The American manufacturing renaissance is still defying expectations.

John Carney

Over the last 12 months, manufacturers have added 224,000 jobs. That’s the biggest annual gain since 1998, according to Wall Street economist Joe LaVorgna. Since the 2016 election, the economy has added 263,000 manufacturing jobs. Last month, 31,000 new manufacturing jobs came online.

It wasn’t supposed to be this way, according to the Very Wise People. Donald Trump’s promises to bring back manufacturing jobs was widely derided as impossible, and his supporters were mocked as suckers.

“Trump won’t be able to ‘make American great again’ by bringing back production jobs,” Mark Muro, a senior fellow at the Brookings Institution wrote.

“What happens when people realize they’ve been taken?” Wharton emeritus professor of management Stephen J. Kobrin asked. “When people realize that he can’t bring back jobs and that they are not better off than they were two years ago, how does he use it–who does he blame it on?”

“Manufacturing jobs are never coming back,” Ben Casselman of FiveThirtyEight declared in the summer of 2016.

Instead of focusing on reviving the manufacturing sector, politicians should focus on managing its decline, the Very Wise People insisted.

“[R]ather than play to that anger [over lost manufacturing jobs], candidates ought to be talking about ways to ensure that the service sector can manufacturing’s former role as a provider of dependeable decent-paying jobs,” Casselman wrote.

Why was it supposed to be impossible to revive manufacturing? Globalization couldn’t be reversed. Automation would make human manufacturing jobs redundant. Trump had offered “few specifics” about how he would change policies to benefit workers.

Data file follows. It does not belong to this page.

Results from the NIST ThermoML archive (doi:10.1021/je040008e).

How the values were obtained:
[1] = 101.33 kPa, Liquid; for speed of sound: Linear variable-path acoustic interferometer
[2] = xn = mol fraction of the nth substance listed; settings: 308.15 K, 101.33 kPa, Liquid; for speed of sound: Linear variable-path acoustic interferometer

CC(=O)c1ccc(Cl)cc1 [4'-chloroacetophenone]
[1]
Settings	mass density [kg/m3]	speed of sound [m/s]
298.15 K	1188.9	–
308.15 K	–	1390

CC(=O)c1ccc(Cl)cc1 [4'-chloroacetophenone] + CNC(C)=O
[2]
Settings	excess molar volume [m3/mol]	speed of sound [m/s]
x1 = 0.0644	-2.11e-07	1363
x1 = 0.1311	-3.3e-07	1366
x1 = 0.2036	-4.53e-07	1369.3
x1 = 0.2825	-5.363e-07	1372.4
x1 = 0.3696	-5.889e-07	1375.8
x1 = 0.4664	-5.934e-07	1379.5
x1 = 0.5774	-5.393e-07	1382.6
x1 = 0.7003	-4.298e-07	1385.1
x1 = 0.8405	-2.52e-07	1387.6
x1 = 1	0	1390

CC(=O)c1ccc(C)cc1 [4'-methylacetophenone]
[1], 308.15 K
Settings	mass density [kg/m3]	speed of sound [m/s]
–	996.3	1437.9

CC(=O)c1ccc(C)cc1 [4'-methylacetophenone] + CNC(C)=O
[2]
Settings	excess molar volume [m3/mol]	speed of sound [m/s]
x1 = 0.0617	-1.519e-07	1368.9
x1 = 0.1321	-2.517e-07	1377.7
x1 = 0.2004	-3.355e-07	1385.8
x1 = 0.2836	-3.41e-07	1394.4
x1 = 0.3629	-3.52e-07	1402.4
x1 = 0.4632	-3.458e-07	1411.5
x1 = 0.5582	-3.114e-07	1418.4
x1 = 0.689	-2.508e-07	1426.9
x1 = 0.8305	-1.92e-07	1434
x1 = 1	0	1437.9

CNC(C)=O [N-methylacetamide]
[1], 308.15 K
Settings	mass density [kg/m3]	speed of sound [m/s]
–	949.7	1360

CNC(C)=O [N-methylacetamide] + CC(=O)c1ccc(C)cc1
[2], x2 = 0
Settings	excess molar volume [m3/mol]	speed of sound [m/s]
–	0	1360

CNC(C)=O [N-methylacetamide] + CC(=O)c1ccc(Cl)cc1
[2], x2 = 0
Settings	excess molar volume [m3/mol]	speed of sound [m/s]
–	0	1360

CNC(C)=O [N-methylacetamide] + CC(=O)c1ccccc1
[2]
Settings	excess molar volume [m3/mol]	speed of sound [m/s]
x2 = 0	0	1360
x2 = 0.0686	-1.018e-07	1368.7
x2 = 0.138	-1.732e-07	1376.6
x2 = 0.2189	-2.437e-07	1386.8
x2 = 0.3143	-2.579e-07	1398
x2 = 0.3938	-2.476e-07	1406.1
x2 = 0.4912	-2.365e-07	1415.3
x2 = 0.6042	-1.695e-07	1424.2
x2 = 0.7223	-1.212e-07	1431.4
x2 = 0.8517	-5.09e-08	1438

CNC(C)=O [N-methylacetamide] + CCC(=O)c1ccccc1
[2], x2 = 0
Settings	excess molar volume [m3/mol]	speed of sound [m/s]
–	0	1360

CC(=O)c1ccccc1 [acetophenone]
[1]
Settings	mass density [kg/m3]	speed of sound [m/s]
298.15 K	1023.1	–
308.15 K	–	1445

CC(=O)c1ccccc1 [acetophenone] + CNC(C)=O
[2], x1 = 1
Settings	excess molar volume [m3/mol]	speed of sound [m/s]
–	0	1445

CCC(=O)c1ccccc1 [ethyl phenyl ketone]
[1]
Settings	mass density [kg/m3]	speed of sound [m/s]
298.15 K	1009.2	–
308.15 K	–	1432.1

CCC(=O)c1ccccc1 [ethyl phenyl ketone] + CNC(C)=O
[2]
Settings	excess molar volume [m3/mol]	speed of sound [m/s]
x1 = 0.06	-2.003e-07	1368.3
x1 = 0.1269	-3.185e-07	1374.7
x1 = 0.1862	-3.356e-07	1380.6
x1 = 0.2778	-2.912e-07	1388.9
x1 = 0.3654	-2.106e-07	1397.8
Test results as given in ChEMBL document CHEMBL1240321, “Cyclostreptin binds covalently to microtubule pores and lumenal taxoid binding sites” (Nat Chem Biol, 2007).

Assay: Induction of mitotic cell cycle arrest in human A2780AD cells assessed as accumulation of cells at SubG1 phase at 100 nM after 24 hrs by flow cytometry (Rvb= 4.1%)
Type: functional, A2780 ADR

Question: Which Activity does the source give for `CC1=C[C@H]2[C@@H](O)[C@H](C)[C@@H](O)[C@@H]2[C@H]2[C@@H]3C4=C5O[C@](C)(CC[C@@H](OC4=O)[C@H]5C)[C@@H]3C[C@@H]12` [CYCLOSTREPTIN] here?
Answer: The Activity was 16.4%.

“The larger problem for Trump and his supporters is that there is very little reason to think that any set of policies could meaningfully reverse the long-term decline in U.S. manufacturing jobs,” Casselman wrote shortly after the election.

So how wrong were the Very Wise? Just about as wrong as they could possibly be.

“The manufacturing sector is adding jobs at a faster pace than the rest of the economy, which hasn’t happened much over the past half-century,” Justin Fox writes at BloombergView.

It’s clear that a number of the Trump policies and Trump-related phenomenon are helping:

  1. The massive tax cut on businesses appears to be helping a lot and may have even started helping before it was passed.
  2. The perception that the regulatory environment will no longer be a drag on businesses, particularly manufacturing businesses.
  3. The revival of domestic oil and gas, another key Trump campaign promise, contributes to manufacturing jobs.
  4. Consumers sentiment and business optimism are at or near decades-long record highs.
  5. Manufacturers know Trump has their back and will make efforts to aid their export efforts and fend off cheap imports.
  6. Foreign manufacturers are moving jobs into the U.S. in hopes of avoiding tariffs they fear are coming.

Of course, Trump is far from a place where he can fly a “mission accomplished” banner over the U.S. economy. As Alan Tonelson points out, wages remain flat for manufacturing. And manufacturing employment is still 8.24 percent below its pre-recession peak of 13.7 million jobs.

There’s more to do. But the revival of manufacturing does not look as challenging today as it did a few years ago.